UO Alum Daniela Cárdenas-Riumalló displays art installation ‘Interno’ at the EMU
Daniela Cárdenas-Riumalló has always had a creative spirit. Surrounded by artistic minds — her grandmother was a painter, her dad a classical Latin musician, her mom a contemporary dancer — she said she could feel something inside her pushing her towards art.
“I never felt like it was an obligation to go into art,” Cárdenas said. “I felt I needed to be there because my voice was strongest to do art.”
Her show, “Interno”, is entering its final month on display on the second floor of the Erb Memorial Union. Doubling as her senior thesis project, it is a culmination of her growth as an artist during her time pursuing a BFA in painting from the University of Oregon, which she received in 2017.
“I was just listening to the news, listening to what was around me at the time when I started it,” Cárdenas said, “I was questioning how my own labels as a female, Latina — how can all these labels intertwine, how can I jump within them. Am I picking these labels because they are there or are they thrust upon me? How do I acknowledge them?”
To express these intersecting identities, Cárdenas literally sewed fabric into her paintings to mesh with the abstract shapes and lines that all seem to have a mind of their own. Bright blocks of color jump out from the dull grey background of her paintings, not unlike a neon rain jacket against the overcast Oregon sky.
“The paintings themselves have an initial idea, but they can transform into something else,” she said. “Just like everyone transforms into something else when they’re exposed to a different culture. Their identity kind of flexes and new terminology is thrown to you.”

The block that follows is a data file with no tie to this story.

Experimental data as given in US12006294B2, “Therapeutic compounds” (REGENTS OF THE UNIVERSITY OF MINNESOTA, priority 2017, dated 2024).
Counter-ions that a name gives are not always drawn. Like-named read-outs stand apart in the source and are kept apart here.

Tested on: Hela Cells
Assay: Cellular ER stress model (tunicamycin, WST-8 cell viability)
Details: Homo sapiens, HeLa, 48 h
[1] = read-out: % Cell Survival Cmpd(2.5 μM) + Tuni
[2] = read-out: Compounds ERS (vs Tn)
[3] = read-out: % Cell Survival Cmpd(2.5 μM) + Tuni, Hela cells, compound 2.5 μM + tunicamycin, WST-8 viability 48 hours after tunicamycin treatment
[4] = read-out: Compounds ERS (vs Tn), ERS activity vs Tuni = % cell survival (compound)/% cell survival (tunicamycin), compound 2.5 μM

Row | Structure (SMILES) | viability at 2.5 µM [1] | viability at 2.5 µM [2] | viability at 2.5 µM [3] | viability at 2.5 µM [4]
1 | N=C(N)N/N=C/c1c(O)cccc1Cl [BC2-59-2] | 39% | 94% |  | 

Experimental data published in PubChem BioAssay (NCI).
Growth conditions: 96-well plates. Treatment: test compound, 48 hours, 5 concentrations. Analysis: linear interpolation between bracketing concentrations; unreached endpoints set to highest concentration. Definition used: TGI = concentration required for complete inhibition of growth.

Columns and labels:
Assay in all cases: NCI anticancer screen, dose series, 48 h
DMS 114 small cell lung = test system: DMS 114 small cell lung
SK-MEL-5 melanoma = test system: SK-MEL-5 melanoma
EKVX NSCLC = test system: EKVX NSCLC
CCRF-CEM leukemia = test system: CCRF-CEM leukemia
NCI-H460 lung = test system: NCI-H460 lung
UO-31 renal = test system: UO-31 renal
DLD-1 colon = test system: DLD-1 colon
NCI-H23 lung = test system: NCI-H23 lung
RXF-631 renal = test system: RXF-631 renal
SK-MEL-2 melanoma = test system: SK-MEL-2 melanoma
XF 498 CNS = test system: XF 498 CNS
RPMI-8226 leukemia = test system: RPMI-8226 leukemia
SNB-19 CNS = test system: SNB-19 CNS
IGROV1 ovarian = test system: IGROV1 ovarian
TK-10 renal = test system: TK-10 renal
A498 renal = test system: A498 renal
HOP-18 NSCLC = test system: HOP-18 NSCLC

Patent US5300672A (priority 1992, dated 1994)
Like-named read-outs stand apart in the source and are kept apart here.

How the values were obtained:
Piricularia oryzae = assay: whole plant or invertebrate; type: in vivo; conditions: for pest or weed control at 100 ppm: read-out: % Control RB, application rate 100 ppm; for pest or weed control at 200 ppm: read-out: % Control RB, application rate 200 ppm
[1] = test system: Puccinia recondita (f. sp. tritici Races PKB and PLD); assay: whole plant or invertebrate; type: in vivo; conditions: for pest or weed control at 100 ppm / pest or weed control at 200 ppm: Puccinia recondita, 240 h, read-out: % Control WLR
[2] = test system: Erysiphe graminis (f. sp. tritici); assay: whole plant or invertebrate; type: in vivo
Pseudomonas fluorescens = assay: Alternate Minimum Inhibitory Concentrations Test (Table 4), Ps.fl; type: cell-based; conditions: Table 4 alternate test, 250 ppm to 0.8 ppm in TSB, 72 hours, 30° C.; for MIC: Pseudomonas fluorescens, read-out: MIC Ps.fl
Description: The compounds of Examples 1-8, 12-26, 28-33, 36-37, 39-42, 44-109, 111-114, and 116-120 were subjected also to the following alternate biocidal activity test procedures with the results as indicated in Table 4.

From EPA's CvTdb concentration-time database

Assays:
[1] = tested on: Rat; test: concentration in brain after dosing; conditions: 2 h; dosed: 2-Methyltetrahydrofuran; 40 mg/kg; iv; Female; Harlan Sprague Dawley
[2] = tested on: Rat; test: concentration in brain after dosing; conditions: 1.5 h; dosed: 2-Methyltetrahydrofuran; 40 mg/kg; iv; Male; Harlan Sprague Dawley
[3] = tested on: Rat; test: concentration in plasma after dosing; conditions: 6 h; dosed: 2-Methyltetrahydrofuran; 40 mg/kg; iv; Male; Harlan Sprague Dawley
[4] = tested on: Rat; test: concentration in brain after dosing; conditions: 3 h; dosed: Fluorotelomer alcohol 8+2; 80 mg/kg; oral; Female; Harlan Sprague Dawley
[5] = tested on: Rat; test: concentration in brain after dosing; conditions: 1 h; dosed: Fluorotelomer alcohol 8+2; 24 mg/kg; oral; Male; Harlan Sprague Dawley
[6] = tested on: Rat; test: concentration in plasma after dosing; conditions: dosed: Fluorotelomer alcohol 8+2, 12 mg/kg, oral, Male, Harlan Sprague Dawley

Completing “Interno” was not without adversity. One of the hardest things Cárdenas had to recognize was when the project was finished. At some point, she said she had to let the artwork speak for itself.
“Once it’s on a wall, it has to do its own thing,” Cárdenas said. “I’m not there to explain anything. The statement is there which helps the viewer, but as well I want [the viewer] to struggle within themselves: what do they discover, what do they enjoy through it?”
Cárdenas said that her style changed since attending UO, especially under the tutelage of Laura Vanderberg, associate professor of painting, and Jane Reaves, senior instructor of drawing and painting.
“They really made me contemplate, like, am I done [with a painting]?” she said, “Am I doing too much? Am I going crazy, you know?”
UO was not the only influence on Cárdenas’ style, though. Born in Chile, her family moved to Springfield, Oregon, when she was 10-years old. She said she struggled at first to speak English and to assimilate into U.S. culture.
“There are still ‘I’m not used to that’ things,” Cárdenas said. “Sarcastic things I can’t understand for my life. In Spanish, you take the word how it is.”
Currently, Cárdenas teaches glasswork in the EMU’s craft center. She enjoys developing her students’ creative spark and seeing their sense of accomplishment when they finish a project, but, Cárdenas said she will always be doing paintings.
“My heart will always be [with painting],” she said.
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